As an architectural photographer, the main types of lenses I use are tilt-shift lenses. These prime lenses are unique in how they operate because they allow you to move the internal elements parallel to the sensor. This can be extremely useful for perspective control and ideal for shooting architecture. The question is, are they vital or just overpriced?
Photoshop and Lightroom are two very powerful image editors. I've tried a whole host of options but based on how I prefer to work I generally use these two pieces of software more than most others. One of the features is the ability to correct the vertical and horizontal perspective in an image. This is a really useful tool and one that I use regularly. What I wanted to know what was just how powerful these tools were and how they compared to shooting with tilt-shift lenses. In a recent video, I decided to compare both methods to see what kind of results you could produce. Considering the fact that I had already spent so much money on buying tilt-shift lenses, one could say I had a slight bias. Having said that I wanted to remain objective throughout and decided to a do full comparison using a number of different lenses and methods.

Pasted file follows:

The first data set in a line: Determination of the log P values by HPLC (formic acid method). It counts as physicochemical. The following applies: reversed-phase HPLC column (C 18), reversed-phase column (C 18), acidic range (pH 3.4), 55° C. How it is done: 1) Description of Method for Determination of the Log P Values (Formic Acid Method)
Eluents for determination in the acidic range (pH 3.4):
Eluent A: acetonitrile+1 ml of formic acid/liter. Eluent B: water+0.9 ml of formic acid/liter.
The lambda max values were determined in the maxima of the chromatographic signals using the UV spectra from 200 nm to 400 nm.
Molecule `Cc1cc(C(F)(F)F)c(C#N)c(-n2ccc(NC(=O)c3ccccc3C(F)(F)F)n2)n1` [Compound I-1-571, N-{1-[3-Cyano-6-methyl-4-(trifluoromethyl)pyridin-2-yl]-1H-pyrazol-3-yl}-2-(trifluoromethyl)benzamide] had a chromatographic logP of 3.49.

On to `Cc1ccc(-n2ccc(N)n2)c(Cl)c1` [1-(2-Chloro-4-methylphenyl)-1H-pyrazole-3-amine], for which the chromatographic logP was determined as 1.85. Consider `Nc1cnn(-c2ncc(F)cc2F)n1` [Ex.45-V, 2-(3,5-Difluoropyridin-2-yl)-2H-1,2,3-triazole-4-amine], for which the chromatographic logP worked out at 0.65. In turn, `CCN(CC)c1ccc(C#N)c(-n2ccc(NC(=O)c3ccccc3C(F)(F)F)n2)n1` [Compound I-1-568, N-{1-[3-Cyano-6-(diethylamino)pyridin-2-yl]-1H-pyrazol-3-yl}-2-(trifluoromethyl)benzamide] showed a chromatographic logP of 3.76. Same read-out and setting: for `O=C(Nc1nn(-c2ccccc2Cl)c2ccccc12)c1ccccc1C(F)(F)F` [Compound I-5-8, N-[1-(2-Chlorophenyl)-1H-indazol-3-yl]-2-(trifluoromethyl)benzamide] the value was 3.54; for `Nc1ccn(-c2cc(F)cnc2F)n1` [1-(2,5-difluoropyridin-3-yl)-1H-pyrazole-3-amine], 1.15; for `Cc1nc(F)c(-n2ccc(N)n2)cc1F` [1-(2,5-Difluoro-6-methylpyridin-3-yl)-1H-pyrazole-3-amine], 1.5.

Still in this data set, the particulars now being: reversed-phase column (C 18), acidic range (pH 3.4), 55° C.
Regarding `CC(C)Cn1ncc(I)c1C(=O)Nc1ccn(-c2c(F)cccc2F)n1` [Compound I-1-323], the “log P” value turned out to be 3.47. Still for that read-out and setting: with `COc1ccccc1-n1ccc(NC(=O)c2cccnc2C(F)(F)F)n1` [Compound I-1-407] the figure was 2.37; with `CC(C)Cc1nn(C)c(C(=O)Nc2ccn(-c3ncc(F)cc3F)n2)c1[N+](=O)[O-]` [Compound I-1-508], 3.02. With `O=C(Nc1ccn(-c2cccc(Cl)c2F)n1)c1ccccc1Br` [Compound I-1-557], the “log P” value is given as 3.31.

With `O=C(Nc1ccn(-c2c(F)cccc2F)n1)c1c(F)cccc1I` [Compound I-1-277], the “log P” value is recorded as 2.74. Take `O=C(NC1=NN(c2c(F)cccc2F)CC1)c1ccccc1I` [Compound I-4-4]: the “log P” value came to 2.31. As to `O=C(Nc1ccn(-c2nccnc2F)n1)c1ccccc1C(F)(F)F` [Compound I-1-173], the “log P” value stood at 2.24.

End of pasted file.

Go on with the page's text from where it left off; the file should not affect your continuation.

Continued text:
Check out the full video to see how each method compares to one another and let me know what you think. I'll be sure to reply to as many comments as I can.